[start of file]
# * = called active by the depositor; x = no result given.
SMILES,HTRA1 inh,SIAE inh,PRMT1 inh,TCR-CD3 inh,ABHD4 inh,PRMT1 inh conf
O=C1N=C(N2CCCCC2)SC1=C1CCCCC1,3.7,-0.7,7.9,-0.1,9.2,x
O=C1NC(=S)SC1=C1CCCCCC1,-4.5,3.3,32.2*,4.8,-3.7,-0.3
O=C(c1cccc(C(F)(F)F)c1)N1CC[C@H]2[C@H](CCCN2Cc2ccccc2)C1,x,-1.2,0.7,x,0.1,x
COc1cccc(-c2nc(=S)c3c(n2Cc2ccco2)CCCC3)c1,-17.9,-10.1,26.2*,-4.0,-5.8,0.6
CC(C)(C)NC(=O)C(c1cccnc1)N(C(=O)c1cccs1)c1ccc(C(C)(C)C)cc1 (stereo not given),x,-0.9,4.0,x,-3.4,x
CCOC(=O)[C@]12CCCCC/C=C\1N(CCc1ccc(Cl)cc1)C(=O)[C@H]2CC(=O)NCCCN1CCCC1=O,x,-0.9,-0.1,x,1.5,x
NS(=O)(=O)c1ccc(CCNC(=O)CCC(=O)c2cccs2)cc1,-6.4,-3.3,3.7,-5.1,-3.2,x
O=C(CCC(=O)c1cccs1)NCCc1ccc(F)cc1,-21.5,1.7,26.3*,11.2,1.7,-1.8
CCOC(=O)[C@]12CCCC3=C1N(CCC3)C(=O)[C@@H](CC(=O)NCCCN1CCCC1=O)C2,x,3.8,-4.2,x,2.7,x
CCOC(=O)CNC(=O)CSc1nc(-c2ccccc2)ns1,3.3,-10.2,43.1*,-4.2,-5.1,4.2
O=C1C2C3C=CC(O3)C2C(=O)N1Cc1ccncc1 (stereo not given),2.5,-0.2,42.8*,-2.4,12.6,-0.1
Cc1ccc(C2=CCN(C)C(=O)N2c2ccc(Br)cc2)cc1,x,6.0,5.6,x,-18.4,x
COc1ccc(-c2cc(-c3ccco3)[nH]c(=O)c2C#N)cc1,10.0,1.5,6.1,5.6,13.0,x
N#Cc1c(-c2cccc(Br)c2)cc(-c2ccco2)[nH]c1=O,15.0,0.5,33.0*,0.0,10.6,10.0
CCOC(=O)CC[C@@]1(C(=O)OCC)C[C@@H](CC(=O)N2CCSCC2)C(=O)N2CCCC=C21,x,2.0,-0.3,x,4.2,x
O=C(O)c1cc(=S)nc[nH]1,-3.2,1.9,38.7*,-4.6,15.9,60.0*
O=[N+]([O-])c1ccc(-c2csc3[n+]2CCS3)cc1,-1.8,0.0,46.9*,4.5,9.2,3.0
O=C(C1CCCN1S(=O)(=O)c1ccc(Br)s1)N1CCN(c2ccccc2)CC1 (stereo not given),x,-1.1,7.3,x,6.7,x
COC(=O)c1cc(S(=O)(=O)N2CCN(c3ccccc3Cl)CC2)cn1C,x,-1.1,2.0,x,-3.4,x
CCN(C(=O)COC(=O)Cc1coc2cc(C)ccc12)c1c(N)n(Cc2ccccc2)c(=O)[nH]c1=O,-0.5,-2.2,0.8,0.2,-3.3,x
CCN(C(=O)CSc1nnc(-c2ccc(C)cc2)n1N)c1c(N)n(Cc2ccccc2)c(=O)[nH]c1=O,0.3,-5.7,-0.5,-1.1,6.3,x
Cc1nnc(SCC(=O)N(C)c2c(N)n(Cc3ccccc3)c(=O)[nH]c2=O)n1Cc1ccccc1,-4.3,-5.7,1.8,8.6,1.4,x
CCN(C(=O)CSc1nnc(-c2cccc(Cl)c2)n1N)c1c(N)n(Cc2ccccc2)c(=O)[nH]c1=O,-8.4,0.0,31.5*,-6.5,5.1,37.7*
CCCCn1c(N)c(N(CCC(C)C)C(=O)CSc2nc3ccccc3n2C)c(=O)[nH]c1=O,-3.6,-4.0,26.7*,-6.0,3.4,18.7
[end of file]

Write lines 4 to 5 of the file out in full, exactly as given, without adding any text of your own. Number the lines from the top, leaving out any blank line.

O=C1NC(=S)SC1=C1CCCCCC1,-4.5,3.3,32.2*,4.8,-3.7,-0.3
O=C(c1cccc(C(F)(F)F)c1)N1CC[C@H]2[C@H](CCCN2Cc2ccccc2)C1,x,-1.2,0.7,x,0.1,x